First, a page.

Honors Summer Snapshots: Allen

Ever wonder what Honors students do during the summer? Honors Ambassadors and students will be taking you into their 2016 summer routines via photos. Comedy College veteran Allen Wang tried his hand at rocket science this summer:

Hello! I’m Allen, and I study Aerospace Engineering and Economics, but this summer I’m doing a stint in NASA’s Gravitational Astrophysics Lab at Goddard Space Flight Center (I’m still trying to stop questioning how I found myself here).

Wang 1

Specifically, I’m doing a research project with data from a new European Space Agency (ESA) spacecraft called LISA Pathfinder. It was launched this past December to test technologies needed to build a gravitational wave detector in space, eLISA. Although it’s an ESA mission, two NASA Physicists, my mentors, are on the science team and help with the data analysis.

Wang 3

Here’s Building 34, where I work! It’s home to the Astrophysics and Solar Systems Exploration divisions. There are TONS of unique, interesting people to run into in the hall ways; research here spans from Exoplanet Detection to Astrobiology to Gravitational Wave Detection (my lab)!

Wang 4

Here’s my office! All of the science for spacecraft missions is just done on computers, so I don’t actually spend any time in a physical research lab. A large portion of my time this summer this summer has been spent calculating the gravitational balance of the spacecraft over the course of the mission. Fuel has mass. Mass has gravity. As fuel is expended, there is less mass and therefore less gravitational force exerted on the LISA Pathfinder experiment. This change is on the order of 10 picometers per second squared over 100 days. That’s 0.00000000001 meters per second squared! That is still very significant, because the LISA Pathfinder scientists are looking for precision on the order of 10 femtometers per second squared (throw three more zeros in front of the number above). I share this office with a graduate student and a physicist (the younger one of my two mentors). The green couch is for my other mentor; he has his own office, but he usually pops in a few times every day to discuss things to do.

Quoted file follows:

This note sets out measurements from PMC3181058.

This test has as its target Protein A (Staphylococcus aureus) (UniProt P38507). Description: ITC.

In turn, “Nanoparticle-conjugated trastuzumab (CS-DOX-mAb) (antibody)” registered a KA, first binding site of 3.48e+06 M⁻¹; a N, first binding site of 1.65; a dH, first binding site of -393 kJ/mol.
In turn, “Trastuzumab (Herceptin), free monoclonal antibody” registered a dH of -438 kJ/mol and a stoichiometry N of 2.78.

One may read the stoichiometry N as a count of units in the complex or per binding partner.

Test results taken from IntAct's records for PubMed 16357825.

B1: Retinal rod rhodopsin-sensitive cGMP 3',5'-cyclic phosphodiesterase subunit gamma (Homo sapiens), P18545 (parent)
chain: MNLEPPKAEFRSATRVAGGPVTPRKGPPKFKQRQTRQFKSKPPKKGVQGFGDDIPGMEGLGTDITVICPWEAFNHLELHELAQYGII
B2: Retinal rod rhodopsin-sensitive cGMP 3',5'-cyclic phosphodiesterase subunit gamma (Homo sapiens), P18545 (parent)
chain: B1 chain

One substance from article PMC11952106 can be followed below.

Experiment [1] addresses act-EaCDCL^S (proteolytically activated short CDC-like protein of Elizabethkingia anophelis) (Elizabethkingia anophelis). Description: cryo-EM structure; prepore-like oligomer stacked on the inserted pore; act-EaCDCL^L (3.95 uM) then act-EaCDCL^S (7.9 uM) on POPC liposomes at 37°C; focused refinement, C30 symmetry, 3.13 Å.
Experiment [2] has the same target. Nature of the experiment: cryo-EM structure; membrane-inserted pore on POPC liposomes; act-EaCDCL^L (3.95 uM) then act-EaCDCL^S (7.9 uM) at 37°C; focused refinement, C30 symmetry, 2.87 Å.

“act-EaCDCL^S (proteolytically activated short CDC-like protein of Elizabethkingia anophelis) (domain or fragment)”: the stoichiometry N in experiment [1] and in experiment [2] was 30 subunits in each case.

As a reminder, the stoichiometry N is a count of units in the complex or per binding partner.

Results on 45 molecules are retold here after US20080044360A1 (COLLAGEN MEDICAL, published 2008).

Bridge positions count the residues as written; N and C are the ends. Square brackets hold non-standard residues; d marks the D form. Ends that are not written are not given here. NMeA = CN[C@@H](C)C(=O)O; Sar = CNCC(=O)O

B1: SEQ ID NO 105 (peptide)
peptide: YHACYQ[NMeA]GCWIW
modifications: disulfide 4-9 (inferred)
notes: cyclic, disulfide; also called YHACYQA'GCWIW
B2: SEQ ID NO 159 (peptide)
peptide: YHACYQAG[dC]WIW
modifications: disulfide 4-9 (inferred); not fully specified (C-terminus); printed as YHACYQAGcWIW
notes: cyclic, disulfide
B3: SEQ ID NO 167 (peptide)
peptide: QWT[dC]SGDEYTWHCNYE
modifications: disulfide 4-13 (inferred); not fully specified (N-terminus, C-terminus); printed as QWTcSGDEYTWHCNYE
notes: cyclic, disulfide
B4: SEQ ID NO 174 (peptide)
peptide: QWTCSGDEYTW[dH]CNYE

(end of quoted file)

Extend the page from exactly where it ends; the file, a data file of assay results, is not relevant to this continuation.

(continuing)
Wang 5

One of the coolest things about working here is how friendly everyone is! Some friends and I went exploring after work one day, and we came across a super friendly engineer who offered to give us a private tour of the Hubble Control Room. He has been working on Hubble for 20 years and had TONS of amazing stories to tell!

Wang 6

Speaking of space telescopes, the next “flagship” project, the James Webb Space Telescope, is being finished up here at Goddard as we speak! It wasn’t quite visible the day I visited the observation deck, but you can see a few engineers/technicians/scientists at work in their white “bunny suits.”

Wang 7

Speaking of bunny suits, I got to put one on and tour the clean room my lab has! In there, they’re essentially measuring the background noise the laser beams used in eLISA might introduce into the data. My Facebook friends will recognize this as my profile pic.

Wang 8

Another really cool perk is that there are tons of lectures/colloquia on campus given by Goddard’s very own scientists! They’re completely open to all NASA employees and interns, so it’s a fantastic way to learn about the latest and greatest in science. I’ve gotten to go to lectures on everything from atmospheric science to the geology of Pluto and new theories on the composition of Dark Matter.

Wang 10

And here’s a picture of the astrophysics interns along with a few of the mentors!

Wang 9

For my fellow nerds, here’s an infographic on the mission I’ve been working on. This summer I’ve gotten to become intimately familiar with the gravitational effects of the DRS and DFACS. One cool fact is that the thrusters ALWAYS have to be on; acceleration due to solar pressure (essentially the energy of the sun pressing on the spacecraft) is very significant and must be counterbalanced by our thrusters. I should add to the infographic and note that what really makes gravitational waves interesting isn’t just that they’re predicted by Einstein, it’s also that, through them, we can observe exotic astronomical objects and events (e.g. black hole and neutron star mergers).

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